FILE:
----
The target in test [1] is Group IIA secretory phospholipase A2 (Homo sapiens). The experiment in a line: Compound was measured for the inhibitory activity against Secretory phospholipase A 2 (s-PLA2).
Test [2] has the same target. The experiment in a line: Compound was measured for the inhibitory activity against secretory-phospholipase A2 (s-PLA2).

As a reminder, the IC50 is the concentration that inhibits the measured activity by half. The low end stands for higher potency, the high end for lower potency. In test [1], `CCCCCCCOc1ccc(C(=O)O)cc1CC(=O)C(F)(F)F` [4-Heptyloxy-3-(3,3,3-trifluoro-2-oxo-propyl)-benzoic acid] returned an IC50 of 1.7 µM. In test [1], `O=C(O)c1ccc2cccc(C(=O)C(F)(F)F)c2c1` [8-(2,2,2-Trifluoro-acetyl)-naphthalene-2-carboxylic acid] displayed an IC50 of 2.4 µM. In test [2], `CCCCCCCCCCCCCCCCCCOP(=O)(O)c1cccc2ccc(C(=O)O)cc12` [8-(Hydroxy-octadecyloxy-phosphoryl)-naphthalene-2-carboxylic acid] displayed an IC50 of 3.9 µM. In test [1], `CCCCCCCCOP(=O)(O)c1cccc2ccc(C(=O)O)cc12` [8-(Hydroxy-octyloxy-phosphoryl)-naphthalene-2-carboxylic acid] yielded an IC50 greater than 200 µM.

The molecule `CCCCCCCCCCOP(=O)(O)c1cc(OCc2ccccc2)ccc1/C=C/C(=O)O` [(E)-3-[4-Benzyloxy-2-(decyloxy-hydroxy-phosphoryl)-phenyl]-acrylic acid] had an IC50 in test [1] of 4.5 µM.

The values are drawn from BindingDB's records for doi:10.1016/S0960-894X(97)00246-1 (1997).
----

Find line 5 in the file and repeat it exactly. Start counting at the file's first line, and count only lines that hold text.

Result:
The values are drawn from BindingDB's records for doi:10.1016/S0960-894X(97)00246-1 (1997).